Be sure to include your teenage child in discussions with their medical team when possible. This will help children feel included and give them a greater sense of control over the situation. Listening to your child is always essential, and it may be helpful to encourage your child to express these emotions through art, drawing, music or reading.

Resources for Professional Assistance

Many adolescents with CGD often feel misunderstood. As much as family and friends may attempt to understand the impact of these diseases, only patients can really understand what this condition feels like. Encourage your teen to connect with peers with CGD and other primary immunodeficiency diseases through the IDF Teen Program.

Having other adolescents to relate to is invaluable in providing support. Not only can it foster supportive friendships, but their involvement with others with primary immunodeficiency diseases can also help them feel that they are neither alone nor different from others. IDF Common Ground is a social networking site designed specifically for adolescents, where they can connect with other young people who understand what it is like to live with a primary immunodeficiency disease: www.idfcommonground.org. IDF Teen Escape weekends, which are held a few times each year in various cities throughout the country, are designed to help teens develop coping skills, promote and nurture friendships and provide educational guidance for those living with primary immunodeficiency disease.

IDF holds biennial National Conferences and Retreats, during which there are programs and presentations for teens with CGD. Teens may not feel they need to attend such programs, but those who do attend have extremely positive experiences.

Seek professional assistance if your adolescent displays symptoms of depression or anxiety. They can feel isolated as well as overwhelmed by the impact of feeling ill, limitations in productivity and awareness of financial burdens. It is important for you to recognize the signs and symptoms of depression and contact a mental health professional. Symptoms of depression include:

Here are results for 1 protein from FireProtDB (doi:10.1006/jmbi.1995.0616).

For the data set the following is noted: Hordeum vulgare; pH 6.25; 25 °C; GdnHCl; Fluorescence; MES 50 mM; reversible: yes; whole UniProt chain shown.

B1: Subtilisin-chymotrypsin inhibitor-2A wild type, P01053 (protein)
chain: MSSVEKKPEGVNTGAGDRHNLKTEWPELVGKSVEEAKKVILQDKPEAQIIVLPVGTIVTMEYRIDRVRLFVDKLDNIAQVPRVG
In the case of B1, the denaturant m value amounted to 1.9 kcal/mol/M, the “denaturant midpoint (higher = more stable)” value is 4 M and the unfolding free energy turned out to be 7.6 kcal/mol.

• Shifts in overall mood and outlook
  • Changes in eating and sleeping patterns
  • Negative self-talk
  • Increased isolation
  • Irritability, anger
  • Hopelessness, tearfulness

Helpful information for both teens and parents can be found in the teen section of the IDF website, www.primaryimmune.org/teens and in the Immune Deficiency Foundation Patient & Family Handbook for Primary Immunodeficiency Diseases chapter titled “Adolescents Living with Primary Immunodeficiency Diseases.”

To learn more about programs and resources for teens, visit www.primaryimmune.org/teens or contact IDF via Ask IDF or 800-296-4433.

  • IDF Friends
    Parents can meet with other parents through IDF Friends, the private social community created exclusively for patients and family members living with PI.
  • IDF Friends

Source: Immune Deficiency Foundation Patient & Family Handbook for Primary Immunodeficiency Diseases FIFTH EDITION Copyright 2013 by Immune Deficiency Foundation, USA. This page contains general medical information which cannot be applied safely to any individual case. Medical knowledge and practice can change rapidly. Therefore, this page should not be used as a substitute for professional medical advice.